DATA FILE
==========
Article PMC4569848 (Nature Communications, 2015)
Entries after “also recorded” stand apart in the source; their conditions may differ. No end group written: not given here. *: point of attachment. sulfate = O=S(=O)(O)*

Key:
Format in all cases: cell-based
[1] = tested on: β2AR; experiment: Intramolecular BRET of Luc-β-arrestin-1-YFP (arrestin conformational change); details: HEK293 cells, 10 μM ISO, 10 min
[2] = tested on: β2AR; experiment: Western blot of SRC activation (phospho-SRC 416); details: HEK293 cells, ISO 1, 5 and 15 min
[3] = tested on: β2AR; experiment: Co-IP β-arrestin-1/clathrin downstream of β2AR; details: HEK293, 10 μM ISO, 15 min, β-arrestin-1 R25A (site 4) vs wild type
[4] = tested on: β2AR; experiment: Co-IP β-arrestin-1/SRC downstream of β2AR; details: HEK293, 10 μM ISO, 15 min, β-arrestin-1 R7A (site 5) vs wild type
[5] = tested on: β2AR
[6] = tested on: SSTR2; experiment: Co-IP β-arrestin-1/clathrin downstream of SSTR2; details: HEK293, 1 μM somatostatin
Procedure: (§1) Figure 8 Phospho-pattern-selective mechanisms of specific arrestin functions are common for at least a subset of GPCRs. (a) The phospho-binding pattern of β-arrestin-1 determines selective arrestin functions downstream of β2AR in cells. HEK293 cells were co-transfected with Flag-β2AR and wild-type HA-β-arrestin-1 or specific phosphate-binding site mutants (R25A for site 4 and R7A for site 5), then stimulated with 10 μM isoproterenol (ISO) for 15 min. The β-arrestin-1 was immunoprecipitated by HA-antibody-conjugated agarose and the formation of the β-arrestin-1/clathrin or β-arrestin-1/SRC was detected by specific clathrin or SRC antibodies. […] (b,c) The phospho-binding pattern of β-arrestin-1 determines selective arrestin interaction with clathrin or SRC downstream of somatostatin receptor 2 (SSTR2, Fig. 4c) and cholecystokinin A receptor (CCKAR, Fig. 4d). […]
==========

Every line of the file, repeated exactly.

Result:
Article PMC4569848 (Nature Communications, 2015)
Entries after “also recorded” stand apart in the source; their conditions may differ. No end group written: not given here. *: point of attachment. sulfate = O=S(=O)(O)*

Key:
Format in all cases: cell-based
[1] = tested on: β2AR; experiment: Intramolecular BRET of Luc-β-arrestin-1-YFP (arrestin conformational change); details: HEK293 cells, 10 μM ISO, 10 min
[2] = tested on: β2AR; experiment: Western blot of SRC activation (phospho-SRC 416); details: HEK293 cells, ISO 1, 5 and 15 min
[3] = tested on: β2AR; experiment: Co-IP β-arrestin-1/clathrin downstream of β2AR; details: HEK293, 10 μM ISO, 15 min, β-arrestin-1 R25A (site 4) vs wild type
[4] = tested on: β2AR; experiment: Co-IP β-arrestin-1/SRC downstream of β2AR; details: HEK293, 10 μM ISO, 15 min, β-arrestin-1 R7A (site 5) vs wild type
[5] = tested on: β2AR
[6] = tested on: SSTR2; experiment: Co-IP β-arrestin-1/clathrin downstream of SSTR2; details: HEK293, 1 μM somatostatin
Procedure: (§1) Figure 8 Phospho-pattern-selective mechanisms of specific arrestin functions are common for at least a subset of GPCRs. (a) The phospho-binding pattern of β-arrestin-1 determines selective arrestin functions downstream of β2AR in cells. HEK293 cells were co-transfected with Flag-β2AR and wild-type HA-β-arrestin-1 or specific phosphate-binding site mutants (R25A for site 4 and R7A for site 5), then stimulated with 10 μM isoproterenol (ISO) for 15 min. The β-arrestin-1 was immunoprecipitated by HA-antibody-conjugated agarose and the formation of the β-arrestin-1/clathrin or β-arrestin-1/SRC was detected by specific clathrin or SRC antibodies. […] (b,c) The phospho-binding pattern of β-arrestin-1 determines selective arrestin interaction with clathrin or SRC downstream of somatostatin receptor 2 (SSTR2, Fig. 4c) and cholecystokinin A receptor (CCKAR, Fig. 4d). […]